In Today’s Issue
- Crowdfunding Initiative Helps Academic Researchers
- Medical Center, Lucifics to Develop Oral Cancer Treatment
- Language Shaped by Brain’s Desire for Clarity, Ease
- Eastman School Hosts Recital by Violin-Piano Duo
- Conference: Creating an Inclusive Research Climate
- Reading the World Conversation Series
- Talk Covers Scientific Manuscript Preparation
- Feminism, Religion, and Justice Is Seminar Topic
- Join the University Team for Diabetes Fundraiser
- Artist’s Talk: Robin Germany
- Enrollment Opens for Micro-fitness and Yoga Classes
News and Announcements
Crowdfunding Initiative Helps Academic Researchers
Two biomedical devices from the
University—one to benefit children with autism and another for
individuals who have lost the use of one or more limbs—will soon come to
market, thanks to an innovative new funding mechanism. Read more...
Medical Center, Lucifics to Develop Oral Cancer Treatment
The Medical Center and Lucifics, a photomedical technology start-up company, have been awarded a grant from the National Institutes of Health to develop and test prototypes of a new generation of medical devices to treat oral cancer. Read more...
Language Shaped by Brain’s Desire for Clarity, Ease
Using an artificial language in a
carefully controlled laboratory experiment, a team from Rochester and
Georgetown University has found that many changes to language are simply
the brain’s way of ensuring that communication is as precise and
concise as possible. Read more...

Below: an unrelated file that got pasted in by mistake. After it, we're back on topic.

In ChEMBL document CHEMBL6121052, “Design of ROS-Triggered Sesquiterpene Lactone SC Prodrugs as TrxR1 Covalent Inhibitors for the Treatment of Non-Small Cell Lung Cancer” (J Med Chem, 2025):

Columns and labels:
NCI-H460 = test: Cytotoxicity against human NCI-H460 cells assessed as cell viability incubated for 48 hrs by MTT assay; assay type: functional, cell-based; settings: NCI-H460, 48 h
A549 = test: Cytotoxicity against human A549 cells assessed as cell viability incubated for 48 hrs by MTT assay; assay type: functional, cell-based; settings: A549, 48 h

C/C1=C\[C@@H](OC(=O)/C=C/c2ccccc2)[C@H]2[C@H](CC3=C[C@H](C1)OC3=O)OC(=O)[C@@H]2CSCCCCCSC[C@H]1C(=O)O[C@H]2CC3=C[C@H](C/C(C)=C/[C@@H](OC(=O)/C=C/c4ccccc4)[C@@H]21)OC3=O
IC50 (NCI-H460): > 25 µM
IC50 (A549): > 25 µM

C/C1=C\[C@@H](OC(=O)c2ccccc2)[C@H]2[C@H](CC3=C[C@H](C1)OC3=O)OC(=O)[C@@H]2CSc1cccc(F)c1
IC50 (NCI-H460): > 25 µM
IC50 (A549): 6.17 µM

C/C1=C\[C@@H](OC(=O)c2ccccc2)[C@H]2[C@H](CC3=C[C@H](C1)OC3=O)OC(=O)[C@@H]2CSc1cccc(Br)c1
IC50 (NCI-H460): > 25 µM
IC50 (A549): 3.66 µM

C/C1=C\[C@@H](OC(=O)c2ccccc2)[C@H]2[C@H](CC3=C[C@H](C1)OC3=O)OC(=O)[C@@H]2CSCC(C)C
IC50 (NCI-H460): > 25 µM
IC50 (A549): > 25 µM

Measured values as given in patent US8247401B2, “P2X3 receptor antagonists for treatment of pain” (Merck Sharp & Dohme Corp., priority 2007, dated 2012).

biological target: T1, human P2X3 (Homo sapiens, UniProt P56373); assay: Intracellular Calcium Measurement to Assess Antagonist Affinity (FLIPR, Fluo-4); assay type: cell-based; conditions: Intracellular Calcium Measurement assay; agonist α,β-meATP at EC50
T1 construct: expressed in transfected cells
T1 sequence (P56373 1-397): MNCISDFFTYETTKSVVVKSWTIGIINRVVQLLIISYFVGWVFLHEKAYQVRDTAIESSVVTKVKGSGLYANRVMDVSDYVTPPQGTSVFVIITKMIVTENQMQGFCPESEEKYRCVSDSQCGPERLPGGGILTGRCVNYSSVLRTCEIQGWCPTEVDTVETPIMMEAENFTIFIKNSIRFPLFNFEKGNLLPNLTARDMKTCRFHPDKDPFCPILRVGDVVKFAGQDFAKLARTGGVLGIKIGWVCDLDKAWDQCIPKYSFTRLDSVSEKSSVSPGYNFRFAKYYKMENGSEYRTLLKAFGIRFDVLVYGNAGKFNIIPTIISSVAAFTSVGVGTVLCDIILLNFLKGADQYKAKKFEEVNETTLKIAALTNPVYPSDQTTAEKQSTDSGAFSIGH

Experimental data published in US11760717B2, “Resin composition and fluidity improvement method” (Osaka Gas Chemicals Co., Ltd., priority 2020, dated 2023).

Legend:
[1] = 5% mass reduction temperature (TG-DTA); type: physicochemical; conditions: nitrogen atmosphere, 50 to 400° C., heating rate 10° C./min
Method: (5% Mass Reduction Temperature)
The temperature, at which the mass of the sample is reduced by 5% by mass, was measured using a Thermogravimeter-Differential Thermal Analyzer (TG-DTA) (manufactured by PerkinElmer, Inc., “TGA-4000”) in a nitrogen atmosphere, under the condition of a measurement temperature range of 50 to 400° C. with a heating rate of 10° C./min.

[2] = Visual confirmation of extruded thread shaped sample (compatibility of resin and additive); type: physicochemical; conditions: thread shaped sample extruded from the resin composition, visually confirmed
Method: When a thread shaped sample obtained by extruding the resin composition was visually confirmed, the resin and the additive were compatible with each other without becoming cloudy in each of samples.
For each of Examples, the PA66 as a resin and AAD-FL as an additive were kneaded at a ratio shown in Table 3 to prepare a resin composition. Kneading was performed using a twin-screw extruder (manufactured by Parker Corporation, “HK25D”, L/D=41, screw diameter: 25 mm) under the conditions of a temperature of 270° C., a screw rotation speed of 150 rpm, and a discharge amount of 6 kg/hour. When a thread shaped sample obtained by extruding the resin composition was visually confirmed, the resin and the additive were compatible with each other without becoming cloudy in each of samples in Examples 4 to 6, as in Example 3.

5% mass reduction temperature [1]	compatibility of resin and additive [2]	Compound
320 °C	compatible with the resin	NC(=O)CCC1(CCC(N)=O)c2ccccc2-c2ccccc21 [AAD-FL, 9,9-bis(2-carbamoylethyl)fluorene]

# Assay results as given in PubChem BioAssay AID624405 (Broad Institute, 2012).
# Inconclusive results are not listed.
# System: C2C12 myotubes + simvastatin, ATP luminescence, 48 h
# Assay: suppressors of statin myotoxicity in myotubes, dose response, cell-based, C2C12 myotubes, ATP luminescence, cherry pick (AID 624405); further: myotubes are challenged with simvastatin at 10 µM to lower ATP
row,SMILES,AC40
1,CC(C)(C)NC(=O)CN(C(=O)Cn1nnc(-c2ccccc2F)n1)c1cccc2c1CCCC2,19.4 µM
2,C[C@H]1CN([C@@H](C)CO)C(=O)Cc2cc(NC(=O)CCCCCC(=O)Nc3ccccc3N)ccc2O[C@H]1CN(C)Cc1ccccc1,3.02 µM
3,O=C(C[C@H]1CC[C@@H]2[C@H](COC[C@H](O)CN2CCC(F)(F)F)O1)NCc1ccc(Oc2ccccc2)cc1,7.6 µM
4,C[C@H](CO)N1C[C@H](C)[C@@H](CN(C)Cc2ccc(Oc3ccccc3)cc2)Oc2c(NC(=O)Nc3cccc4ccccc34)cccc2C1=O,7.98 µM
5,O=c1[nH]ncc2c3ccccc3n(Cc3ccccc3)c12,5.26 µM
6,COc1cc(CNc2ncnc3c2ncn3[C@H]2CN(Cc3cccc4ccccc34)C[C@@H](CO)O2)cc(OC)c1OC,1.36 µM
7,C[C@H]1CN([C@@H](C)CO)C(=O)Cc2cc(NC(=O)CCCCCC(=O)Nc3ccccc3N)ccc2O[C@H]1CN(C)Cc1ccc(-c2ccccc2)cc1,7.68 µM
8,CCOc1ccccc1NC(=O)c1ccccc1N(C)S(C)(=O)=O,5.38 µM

Eastman School Hosts Recital by Violin-Piano Duo
Duo Diorama, composed of violinist MingHuan Xu and pianist Winston Choi, will give the Rochester premiere of Robert Morris’s new work “. . . gradually . . .” during a free concert at 8 p.m. Thursday, Nov. 1, in the Eastman School’s Hatch Recital Hall. Read more...
Conference: Creating an Inclusive Research Climate
Reading the World Conversation Series
On Nov. 13, the Office for Faculty Development and Diversity will host the first campus-wide diversity-related research conference, “Creating an Inclusive Research Climate,” from noon to 4 p.m. The keynote speaker is Roger Worthington, professor of psychology at the University of Missouri and editor of the Journal of Diversity in Higher Education. Following the keynote will be a panel, roundtable discussion, and a poster session all on the themes of the legitimacy of diversity-related scholarship, gaining inclusion into the “canon,” minority research subject participation and recruitment, and publishing. More information and registration is available online.
Author Benjamin Stein will read from The Canvas,
a novel that explores the reliability of memory and identity, and will
discuss the book with his translator, journalist Brian Zumhagen. The
free talk, which starts at 6 p.m. on Thursday, Oct. 18, in the Plutzik Library, is part of the
Reading the World Conversation Series and is supported by Open Letter, the College, the National Endowment for the Arts, and the New York State Council on the Arts. Read more...
Talk Covers Scientific Manuscript Preparation
Rachel Won, a senior editor from Nature Photonics,
will give a talk on scientific manuscript preparation and submission,
at 3:15 p.m. Friday, Oct. 19, in Goergen 101. The talk is sponsored by
the University’s SPIE chapter. Before the talk, there will be a
brown-bag lunch at noon in Goergen 108 with Won and the Women in Engineering